Understanding financial toxicity in head and neck cancer survivors

Leila J. Mady, Lingyun Lyu, Maryanna S. Owoc, Shyamal D. Peddada, Teresa H. Thomas, Lindsay M. Sabik, Jonas T. Johnson, Marci L. Nilsen

Research output: Contribution to journalArticlepeer-review


Objectives: (1) Describe financial toxicity (FT) in head and neck cancer (HNC) survivors and assess its association with personal/health characteristics and health-related quality of life (HRQOL); (2) examine financial coping mechanisms (savings/loans); (3) assess relationship between COmprehensive Score for financial Toxicity (COST) and Financial Distress Questionnaire (FDQ). Patients and methods: Cross-sectional survey from January – April 2018 of insured patients at a tertiary multidisciplinary HNC survivorship clinic who completed primary treatment for squamous cell carcinoma of the oral cavity, oropharynx, or larynx/hypopharynx. Results: Of 104 survivors, 30 (40.5%) demonstrated high FT. Patients with worse FT were more likely (1) not married (COST, 25.33 ± 1.87 vs. 30.61 ± 1.34, p = 0.008); (2) of lower education levels (COST, 26.12 ± 1.47 vs. 34.14 ± 1.47, p < 0.001); and (3) with larynx/hypopharynx primaries (COST, 22.86 ± 2.28 vs. 30.27 ± 1.50 vs. 32.72 ± 1.98, p = 0.005). Younger age (4.23, 95%CI 2.20 to 6.26, p < 0.001), lower earnings at diagnosis (1.17, 95%CI 0.76 to 1.58, p < 0.001), and loss in earnings (-1.80, 95%CI −2.43 to −1.16, p < 0.001) were associated with worse FT. COST was associated with HRQOL (0.08, p = 0.03). Most survivors (63/102, 60%) reported using savings and/or loans. Worse FT was associated with increased likelihood of using more mechanisms (COST, OR1.06, 95%CI 1.02 to 1.10, p = 0.004). Similar results were found with FDQ. Conclusions: We found differences in FT by primary site, with worst FT in larynx/hypopharynx patients. This finding illuminates potential site-specific factors, e.g. workplace discrimination or inability to return to work, that may contribute to increased risk. FDQ correlates strongly with COST, encouraging further exploration as a clinically-meaningful screening tool.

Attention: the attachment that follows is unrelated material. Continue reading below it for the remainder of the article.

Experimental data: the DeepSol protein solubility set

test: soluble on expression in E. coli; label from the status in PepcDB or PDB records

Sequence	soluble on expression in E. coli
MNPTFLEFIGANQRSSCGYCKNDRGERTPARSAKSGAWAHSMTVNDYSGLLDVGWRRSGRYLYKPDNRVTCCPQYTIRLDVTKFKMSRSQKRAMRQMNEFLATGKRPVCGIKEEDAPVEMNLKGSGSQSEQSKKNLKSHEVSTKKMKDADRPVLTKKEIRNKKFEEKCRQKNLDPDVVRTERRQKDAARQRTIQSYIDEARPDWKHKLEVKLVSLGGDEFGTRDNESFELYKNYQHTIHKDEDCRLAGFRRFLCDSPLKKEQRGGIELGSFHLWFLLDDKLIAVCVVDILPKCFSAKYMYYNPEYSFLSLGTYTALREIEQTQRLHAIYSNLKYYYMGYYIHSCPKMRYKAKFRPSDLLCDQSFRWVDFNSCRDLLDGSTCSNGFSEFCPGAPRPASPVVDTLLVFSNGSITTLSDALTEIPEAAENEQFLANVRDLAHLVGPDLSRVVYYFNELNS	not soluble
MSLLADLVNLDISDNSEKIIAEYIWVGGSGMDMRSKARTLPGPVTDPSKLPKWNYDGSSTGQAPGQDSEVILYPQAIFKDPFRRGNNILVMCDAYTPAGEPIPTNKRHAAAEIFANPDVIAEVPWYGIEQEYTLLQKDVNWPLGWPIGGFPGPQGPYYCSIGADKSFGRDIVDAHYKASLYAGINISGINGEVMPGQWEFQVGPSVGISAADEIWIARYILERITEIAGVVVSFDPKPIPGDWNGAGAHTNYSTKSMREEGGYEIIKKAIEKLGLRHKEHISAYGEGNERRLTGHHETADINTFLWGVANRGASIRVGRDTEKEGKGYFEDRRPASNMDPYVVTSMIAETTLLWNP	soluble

Original languageEnglish (US)
Pages (from-to)187-193
Number of pages7
JournalOral Oncology
StatePublished - Aug 2019
Externally publishedYes


  • Cost sharing
  • Head and neck cancer
  • Health expenditures
  • Health services
  • Health-related quality of life
  • Multidisciplinary research
  • Out-of-pocket expenses
  • Patient reported outcomes
  • Survivorship
  • Treatment costs

ASJC Scopus subject areas

  • Oral Surgery
  • Oncology
  • Cancer Research


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